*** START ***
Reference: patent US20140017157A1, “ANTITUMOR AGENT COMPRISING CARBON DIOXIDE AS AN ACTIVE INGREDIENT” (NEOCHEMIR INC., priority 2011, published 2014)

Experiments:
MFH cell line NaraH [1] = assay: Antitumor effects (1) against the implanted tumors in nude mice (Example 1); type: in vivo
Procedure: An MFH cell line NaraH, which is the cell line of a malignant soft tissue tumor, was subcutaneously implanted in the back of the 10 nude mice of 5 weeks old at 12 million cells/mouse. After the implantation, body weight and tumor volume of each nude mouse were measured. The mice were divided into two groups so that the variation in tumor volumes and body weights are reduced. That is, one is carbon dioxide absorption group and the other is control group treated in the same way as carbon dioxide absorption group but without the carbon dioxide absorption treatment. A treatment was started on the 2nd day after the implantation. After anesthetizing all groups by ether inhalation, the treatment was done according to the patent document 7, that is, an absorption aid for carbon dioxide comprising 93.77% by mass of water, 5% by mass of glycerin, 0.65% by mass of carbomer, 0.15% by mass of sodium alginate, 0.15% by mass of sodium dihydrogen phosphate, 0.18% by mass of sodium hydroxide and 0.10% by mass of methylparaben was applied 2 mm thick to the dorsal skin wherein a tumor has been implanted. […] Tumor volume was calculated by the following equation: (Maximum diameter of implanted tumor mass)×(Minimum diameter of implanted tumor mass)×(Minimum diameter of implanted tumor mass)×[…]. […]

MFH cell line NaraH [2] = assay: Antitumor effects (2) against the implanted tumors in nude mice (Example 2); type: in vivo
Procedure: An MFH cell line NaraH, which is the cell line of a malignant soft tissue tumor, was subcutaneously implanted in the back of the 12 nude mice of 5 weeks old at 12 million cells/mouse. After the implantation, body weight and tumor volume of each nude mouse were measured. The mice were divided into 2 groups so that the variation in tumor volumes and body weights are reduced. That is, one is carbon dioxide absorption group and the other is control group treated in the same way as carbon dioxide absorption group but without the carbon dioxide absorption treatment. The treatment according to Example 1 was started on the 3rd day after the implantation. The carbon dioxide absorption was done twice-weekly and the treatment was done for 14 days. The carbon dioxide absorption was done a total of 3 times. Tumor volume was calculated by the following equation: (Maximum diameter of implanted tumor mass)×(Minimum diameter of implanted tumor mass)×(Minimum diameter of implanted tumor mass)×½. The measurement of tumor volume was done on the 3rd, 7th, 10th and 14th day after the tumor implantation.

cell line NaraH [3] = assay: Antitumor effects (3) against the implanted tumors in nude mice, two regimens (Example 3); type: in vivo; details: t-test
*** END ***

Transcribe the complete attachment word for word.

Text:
Reference: patent US20140017157A1, “ANTITUMOR AGENT COMPRISING CARBON DIOXIDE AS AN ACTIVE INGREDIENT” (NEOCHEMIR INC., priority 2011, published 2014)

Experiments:
MFH cell line NaraH [1] = assay: Antitumor effects (1) against the implanted tumors in nude mice (Example 1); type: in vivo
Procedure: An MFH cell line NaraH, which is the cell line of a malignant soft tissue tumor, was subcutaneously implanted in the back of the 10 nude mice of 5 weeks old at 12 million cells/mouse. After the implantation, body weight and tumor volume of each nude mouse were measured. The mice were divided into two groups so that the variation in tumor volumes and body weights are reduced. That is, one is carbon dioxide absorption group and the other is control group treated in the same way as carbon dioxide absorption group but without the carbon dioxide absorption treatment. A treatment was started on the 2nd day after the implantation. After anesthetizing all groups by ether inhalation, the treatment was done according to the patent document 7, that is, an absorption aid for carbon dioxide comprising 93.77% by mass of water, 5% by mass of glycerin, 0.65% by mass of carbomer, 0.15% by mass of sodium alginate, 0.15% by mass of sodium dihydrogen phosphate, 0.18% by mass of sodium hydroxide and 0.10% by mass of methylparaben was applied 2 mm thick to the dorsal skin wherein a tumor has been implanted. […] Tumor volume was calculated by the following equation: (Maximum diameter of implanted tumor mass)×(Minimum diameter of implanted tumor mass)×(Minimum diameter of implanted tumor mass)×[…]. […]

MFH cell line NaraH [2] = assay: Antitumor effects (2) against the implanted tumors in nude mice (Example 2); type: in vivo
Procedure: An MFH cell line NaraH, which is the cell line of a malignant soft tissue tumor, was subcutaneously implanted in the back of the 12 nude mice of 5 weeks old at 12 million cells/mouse. After the implantation, body weight and tumor volume of each nude mouse were measured. The mice were divided into 2 groups so that the variation in tumor volumes and body weights are reduced. That is, one is carbon dioxide absorption group and the other is control group treated in the same way as carbon dioxide absorption group but without the carbon dioxide absorption treatment. The treatment according to Example 1 was started on the 3rd day after the implantation. The carbon dioxide absorption was done twice-weekly and the treatment was done for 14 days. The carbon dioxide absorption was done a total of 3 times. Tumor volume was calculated by the following equation: (Maximum diameter of implanted tumor mass)×(Minimum diameter of implanted tumor mass)×(Minimum diameter of implanted tumor mass)×½. The measurement of tumor volume was done on the 3rd, 7th, 10th and 14th day after the tumor implantation.

cell line NaraH [3] = assay: Antitumor effects (3) against the implanted tumors in nude mice, two regimens (Example 3); type: in vivo; details: t-test